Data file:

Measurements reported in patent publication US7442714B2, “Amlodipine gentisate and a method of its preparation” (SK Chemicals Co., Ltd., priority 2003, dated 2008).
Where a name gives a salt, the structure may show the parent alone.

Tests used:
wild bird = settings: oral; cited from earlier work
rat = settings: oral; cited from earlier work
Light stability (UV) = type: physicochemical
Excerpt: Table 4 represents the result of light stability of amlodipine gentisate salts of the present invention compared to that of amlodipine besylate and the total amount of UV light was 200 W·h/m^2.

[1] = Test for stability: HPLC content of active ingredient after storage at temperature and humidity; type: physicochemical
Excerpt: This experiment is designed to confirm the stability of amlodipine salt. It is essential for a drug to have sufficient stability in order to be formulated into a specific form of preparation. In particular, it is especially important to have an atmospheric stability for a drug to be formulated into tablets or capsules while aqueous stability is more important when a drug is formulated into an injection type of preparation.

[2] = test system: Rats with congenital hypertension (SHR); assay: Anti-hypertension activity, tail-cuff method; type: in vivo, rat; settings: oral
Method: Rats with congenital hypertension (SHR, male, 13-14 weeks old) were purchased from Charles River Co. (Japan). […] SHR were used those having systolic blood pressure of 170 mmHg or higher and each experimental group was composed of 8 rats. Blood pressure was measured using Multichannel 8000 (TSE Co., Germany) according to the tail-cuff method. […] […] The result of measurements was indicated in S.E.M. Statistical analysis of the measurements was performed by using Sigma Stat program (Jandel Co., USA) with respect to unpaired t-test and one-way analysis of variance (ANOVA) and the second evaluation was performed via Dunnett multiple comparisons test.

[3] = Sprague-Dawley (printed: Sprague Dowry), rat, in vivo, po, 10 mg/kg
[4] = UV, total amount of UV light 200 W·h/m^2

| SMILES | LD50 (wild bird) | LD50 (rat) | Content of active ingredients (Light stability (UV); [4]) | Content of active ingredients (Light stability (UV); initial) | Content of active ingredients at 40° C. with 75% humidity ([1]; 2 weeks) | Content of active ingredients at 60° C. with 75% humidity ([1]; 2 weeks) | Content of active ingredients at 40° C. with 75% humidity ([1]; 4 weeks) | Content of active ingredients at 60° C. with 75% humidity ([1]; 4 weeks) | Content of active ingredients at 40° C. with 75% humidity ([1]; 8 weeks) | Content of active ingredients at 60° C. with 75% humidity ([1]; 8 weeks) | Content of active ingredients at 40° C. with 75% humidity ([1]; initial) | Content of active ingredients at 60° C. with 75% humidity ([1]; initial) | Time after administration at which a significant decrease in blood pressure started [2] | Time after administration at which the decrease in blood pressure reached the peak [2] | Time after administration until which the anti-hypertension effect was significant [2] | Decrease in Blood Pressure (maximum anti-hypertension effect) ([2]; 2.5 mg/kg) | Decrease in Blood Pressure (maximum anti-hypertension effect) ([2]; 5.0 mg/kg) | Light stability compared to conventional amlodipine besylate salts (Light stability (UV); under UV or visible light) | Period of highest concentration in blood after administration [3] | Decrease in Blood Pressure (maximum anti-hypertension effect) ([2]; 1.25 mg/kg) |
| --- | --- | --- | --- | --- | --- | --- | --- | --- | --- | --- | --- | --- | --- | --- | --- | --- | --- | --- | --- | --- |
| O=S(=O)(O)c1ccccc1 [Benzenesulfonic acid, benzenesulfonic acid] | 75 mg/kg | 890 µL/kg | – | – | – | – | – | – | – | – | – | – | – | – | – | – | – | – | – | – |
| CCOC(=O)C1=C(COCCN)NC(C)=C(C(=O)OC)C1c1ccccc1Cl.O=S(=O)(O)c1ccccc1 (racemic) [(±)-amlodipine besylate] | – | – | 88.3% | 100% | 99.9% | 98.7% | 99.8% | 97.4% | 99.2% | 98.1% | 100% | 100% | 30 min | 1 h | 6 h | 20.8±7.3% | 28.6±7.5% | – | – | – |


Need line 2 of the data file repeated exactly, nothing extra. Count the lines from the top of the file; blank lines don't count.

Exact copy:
Where a name gives a salt, the structure may show the parent alone.